• We’ve presented at numerous conferences to raise awareness of and share outputs from our work
  • We’ve developed use cases and user stories for the user interface work to follow!
Making it even EaaSIer!

On deck for the next year is work to make this all much more attractive and user-friendly. Most pressing right now is further development of our cataloguing and discovery user Interfaces (UIs), where working to enable users to be able to browse the contents of the system via facets such as date range, publisher, function/category, formats supported, etc, and to navigate workflows relevant to their particular context. And what is really exciting us is the work we have planned to develop and implement user interfaces for services that will run on top of the EaaSI network of shared configured software environments. These are the services that will justify all the behind the scenes work involved expanding EaaS and through which end users (researchers, the public etc) will see the value of software preservation and emulation work.Future services include:

    • Universal Virtual Interactor
    • CD-ROM Emulation Access (CD-RE Access) service for re-enabling access to legacy CD-ROMs from libraries’ general collections

  • Reproducibility services for software dependent science so scientists, librarians, and research support staff can ensure that software dependencies of their scientific workflows are preserved to ensure their workflows can be re-executed in the future. These include:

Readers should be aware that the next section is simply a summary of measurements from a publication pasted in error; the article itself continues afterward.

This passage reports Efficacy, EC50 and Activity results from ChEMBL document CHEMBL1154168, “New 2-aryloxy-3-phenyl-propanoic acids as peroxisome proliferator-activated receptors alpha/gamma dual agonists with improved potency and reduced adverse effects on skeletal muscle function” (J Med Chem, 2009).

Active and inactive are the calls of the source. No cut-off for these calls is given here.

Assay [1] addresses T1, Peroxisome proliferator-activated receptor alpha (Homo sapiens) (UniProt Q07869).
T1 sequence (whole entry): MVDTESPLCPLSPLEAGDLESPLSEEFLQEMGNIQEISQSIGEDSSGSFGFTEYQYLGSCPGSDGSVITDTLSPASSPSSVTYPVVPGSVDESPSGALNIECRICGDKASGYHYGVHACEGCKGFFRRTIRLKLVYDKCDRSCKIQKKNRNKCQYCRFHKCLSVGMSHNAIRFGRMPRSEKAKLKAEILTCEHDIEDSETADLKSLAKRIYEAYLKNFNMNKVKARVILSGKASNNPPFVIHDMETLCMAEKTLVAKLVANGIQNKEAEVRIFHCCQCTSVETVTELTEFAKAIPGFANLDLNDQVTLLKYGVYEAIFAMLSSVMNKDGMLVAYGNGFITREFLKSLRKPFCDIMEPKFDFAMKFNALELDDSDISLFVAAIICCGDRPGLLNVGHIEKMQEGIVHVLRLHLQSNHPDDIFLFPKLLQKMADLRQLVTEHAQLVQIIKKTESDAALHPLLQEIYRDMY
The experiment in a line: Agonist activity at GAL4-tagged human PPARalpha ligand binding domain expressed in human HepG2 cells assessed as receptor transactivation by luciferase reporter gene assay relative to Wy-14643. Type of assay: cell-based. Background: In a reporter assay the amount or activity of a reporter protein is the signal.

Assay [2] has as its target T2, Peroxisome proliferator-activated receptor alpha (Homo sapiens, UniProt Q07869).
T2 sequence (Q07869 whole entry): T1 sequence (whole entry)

• Dependency preservation confirmation and request service to enable users to check if a particular application is available in the EaaSI network (even if they are not a member). This enables them to trust that their software dependent content could be reused by working with an EaaSI node in the future.
    • A scientific workflow stabilization service to stabilize and encapsulate code, software and data into a software environment where it is validated for re-execution and given a permanent citable URL.
    • A virtual machine and container stabilization service that enables import of either existing virtual machines or containers so they run within the stabilized emulated hardware available in the EaaSI network nodes.

Re-executing STATA code in Emulation As a Service Infrastructure (EaaSI)

  • A virtual reading room service where:
    • Archives can provide controlled, secure, access to restricted digital content to end-users via a web browser.
    • Access can be restricted to different network contexts
      • Reading room
      • Organizational network
      • Public internet
    • End users can be assigned their “own” environments with content attached to them (E.g. pst files, CAD files, music scores, etc) and can return to their environments over time and make changes without the “originals” being affected. At the end of their research their custom environments can be appraised by staff for disposal.
    • PDF print-outs from within the emulated software environments can be optionally disabled or intercepted for review by staff.
    • Example environments available may include:
      • Windows 10 with QuickViewPlus
      • Windows 98 with Office 97, Corel Office v.x, Photoshop v.x, AutoCAD v.x
      • Mac OS x 10.2 with Final Cut Pro v.xx
      • Ubuntu 18.04 with ePadd
      • Windows XP with Office 2003 including Outlook 2003 for browsing emails and their attachments in context. e.g.
      • Windows 98 with Eudora v.x
      • Windows XP with Sibelius v.x e.g.

With so much ahead we’re all very excited about the next year and look forward to working with the software preservation community to make everyone’s work a lot EaaSIer!

Preferred citation:

Cochrane, Euan. (2019, February 12). Making Things EaaSIer: Overview from EaaSI’s PI. Software Preservation Network. https://www.softwarepreservationnetwork.org/making-things-eaasier-overview-from-eaasis-pi/